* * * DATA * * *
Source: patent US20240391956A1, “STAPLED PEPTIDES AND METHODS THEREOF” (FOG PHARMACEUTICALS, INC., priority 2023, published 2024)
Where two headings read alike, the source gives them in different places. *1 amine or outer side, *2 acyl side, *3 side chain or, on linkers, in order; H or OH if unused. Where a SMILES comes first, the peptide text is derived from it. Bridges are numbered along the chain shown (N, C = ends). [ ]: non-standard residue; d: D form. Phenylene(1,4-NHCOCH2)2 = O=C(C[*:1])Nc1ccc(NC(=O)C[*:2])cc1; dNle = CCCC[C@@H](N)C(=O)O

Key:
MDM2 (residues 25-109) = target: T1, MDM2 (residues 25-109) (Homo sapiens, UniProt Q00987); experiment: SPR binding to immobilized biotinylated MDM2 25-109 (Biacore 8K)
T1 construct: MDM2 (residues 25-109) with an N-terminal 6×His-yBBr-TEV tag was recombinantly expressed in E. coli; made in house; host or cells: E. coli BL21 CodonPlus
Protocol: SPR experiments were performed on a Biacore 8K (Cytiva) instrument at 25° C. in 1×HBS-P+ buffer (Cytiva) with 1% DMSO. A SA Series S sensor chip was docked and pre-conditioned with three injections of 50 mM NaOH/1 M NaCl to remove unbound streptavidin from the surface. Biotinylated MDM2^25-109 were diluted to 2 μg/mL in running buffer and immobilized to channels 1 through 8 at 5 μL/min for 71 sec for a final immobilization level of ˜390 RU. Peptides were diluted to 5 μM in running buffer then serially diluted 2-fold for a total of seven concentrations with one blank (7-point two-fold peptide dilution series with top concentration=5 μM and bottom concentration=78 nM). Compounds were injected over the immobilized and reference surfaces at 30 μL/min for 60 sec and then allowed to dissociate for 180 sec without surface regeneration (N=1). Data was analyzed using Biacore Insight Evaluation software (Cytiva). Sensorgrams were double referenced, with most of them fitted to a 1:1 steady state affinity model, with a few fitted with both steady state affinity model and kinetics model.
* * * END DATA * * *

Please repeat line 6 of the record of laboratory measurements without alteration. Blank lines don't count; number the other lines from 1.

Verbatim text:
Protocol: SPR experiments were performed on a Biacore 8K (Cytiva) instrument at 25° C. in 1×HBS-P+ buffer (Cytiva) with 1% DMSO. A SA Series S sensor chip was docked and pre-conditioned with three injections of 50 mM NaOH/1 M NaCl to remove unbound streptavidin from the surface. Biotinylated MDM2^25-109 were diluted to 2 μg/mL in running buffer and immobilized to channels 1 through 8 at 5 μL/min for 71 sec for a final immobilization level of ˜390 RU. Peptides were diluted to 5 μM in running buffer then serially diluted 2-fold for a total of seven concentrations with one blank (7-point two-fold peptide dilution series with top concentration=5 μM and bottom concentration=78 nM). Compounds were injected over the immobilized and reference surfaces at 30 μL/min for 60 sec and then allowed to dissociate for 180 sec without surface regeneration (N=1). Data was analyzed using Biacore Insight Evaluation software (Cytiva). Sensorgrams were double referenced, with most of them fitted to a 1:1 steady state affinity model, with a few fitted with both steady state affinity model and kinetics model.